Fiery Serpents are the subject of the reading from today’s Morning Prayer:
From Mount Hor they set out by the way to the Red Sea, to go around the land of Edom; and the people became impatient on the way. And the people spoke against God and against Moses, “Why have you brought us up out of Egypt to die in the wilderness? For there is no food and no water, and we loathe this worthless food.” Then the Lord sent fiery serpents among the people, and they bit the people, so that many people of Israel died. And the people came to Moses, and said, “We have sinned, for we have spoken against the Lord and against you; pray to the Lord, that he take away the serpents from us.” So Moses prayed for the people. And the Lord said to Moses, “Make a fiery serpent, and set it on a pole; and every one who is bitten, when he sees it, shall live.” So Moses made a bronze serpent, and set it on a pole; and if a serpent bit any man, he would look at the bronze serpent and live.
But in the Gospel of John we are told what this means:
And as Moses lifted up the serpent in the wilderness, even so must the Son of man be lifted up: That whosoever believeth in him should not perish, but have eternal life. For God so loved the world, that he gave his only begotten Son, that whosoever believeth in him should not perish, but have everlasting life. For God sent not his Son into the world to condemn the world; but that the world through him might be saved.
John Keble applies this to our condition:
The Israelites were batten by fiery serpents. Do you not see, and alas, do you not feel, that this is but a shadow of our natural condition? For what is all sin, but a serpent, a fiery serpent; a child and messenger of that Old Serpent, who tempted out forefathers, and would fain destroy us all? And sin is a fiery serpent, because of the fire of lust, which it causes to rage in us; and because of Hell-fire, by which it is already scorched, and which if not checked it will surely kindle upon us.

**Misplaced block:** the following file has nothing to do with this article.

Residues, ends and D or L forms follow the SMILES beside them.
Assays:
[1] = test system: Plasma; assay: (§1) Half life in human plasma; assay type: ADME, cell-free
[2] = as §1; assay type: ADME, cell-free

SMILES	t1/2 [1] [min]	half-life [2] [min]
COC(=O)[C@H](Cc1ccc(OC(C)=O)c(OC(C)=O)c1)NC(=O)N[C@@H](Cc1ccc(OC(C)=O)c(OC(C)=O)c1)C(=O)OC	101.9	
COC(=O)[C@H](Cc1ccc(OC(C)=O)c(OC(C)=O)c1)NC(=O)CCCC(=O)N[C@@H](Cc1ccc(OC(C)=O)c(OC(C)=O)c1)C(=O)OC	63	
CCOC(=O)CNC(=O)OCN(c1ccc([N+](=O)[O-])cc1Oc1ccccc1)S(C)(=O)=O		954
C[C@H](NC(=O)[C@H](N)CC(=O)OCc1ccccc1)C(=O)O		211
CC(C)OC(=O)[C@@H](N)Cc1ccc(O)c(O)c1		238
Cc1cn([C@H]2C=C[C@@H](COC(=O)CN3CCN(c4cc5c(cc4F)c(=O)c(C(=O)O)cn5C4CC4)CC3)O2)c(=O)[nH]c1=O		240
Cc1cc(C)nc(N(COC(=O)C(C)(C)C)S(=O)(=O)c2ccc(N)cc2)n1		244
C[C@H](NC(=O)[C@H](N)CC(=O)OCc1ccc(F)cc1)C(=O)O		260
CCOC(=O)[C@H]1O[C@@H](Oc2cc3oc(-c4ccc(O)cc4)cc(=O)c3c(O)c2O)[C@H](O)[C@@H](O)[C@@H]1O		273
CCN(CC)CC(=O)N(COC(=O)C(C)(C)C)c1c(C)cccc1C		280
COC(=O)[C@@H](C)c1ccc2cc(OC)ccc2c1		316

The Son of God, when He came to save sinners, was to be made in the likeness of sinful flesh. He was to go about in His lifetime. A man among other men; and in His death…he was to be numbered with the worst transgressors, bound and dragged along with the malefactors, and crucified between two thieves, as if He were the worst of the three. Thus, sinful flesh being the serpent that bites us, our Lord being made in the likeness of sinful flesh, was truly made in the lines of that serpent: in the likeness, I say, of sinful flesh ; not that he was Himself sinful flesh, God forbid ; but there was no touch of sin in His Human Nature, as there was no touch of poison in the serpent of brass ; but, an all beside sin, He was one of us : and being so, He vouchsafed to be lifted up, as was the serpent of brass, for our healing.
So it is with penitents, as concerning our Lord lifted up, as on this day, among us. However deep and grievous a person’s old sins may have been, however sad and fearful his relapses, there is virtue in Jesus Christ crucified to heal him entirely, if he look up with all his heart.
From the Sistine Ceiling
Van Dyke on a Pillow
William Dyce (note flying serpents)
Mormon Nehushtan by Alma Brockerman Wright
But the brazen serpent became a trap for the Israelites.
In the third year of King Hoshea son of Elah of Israel, Hezekiah son of King Ahaz of Judah began to reign. He was twenty-five years old when he began to reign; he reigned twenty-nine years in Jerusalem. His mother’s name was Abi daughter of Zechariah. He did what was right in the sight of the Lord just as his ancestor David had done. He removed the high places, broke down the pillars, and cut down the sacred pole. He broke in pieces the bronze serpent that Moses had made, for until those days the people of Israel had made offerings to it; it was called Nehushtan.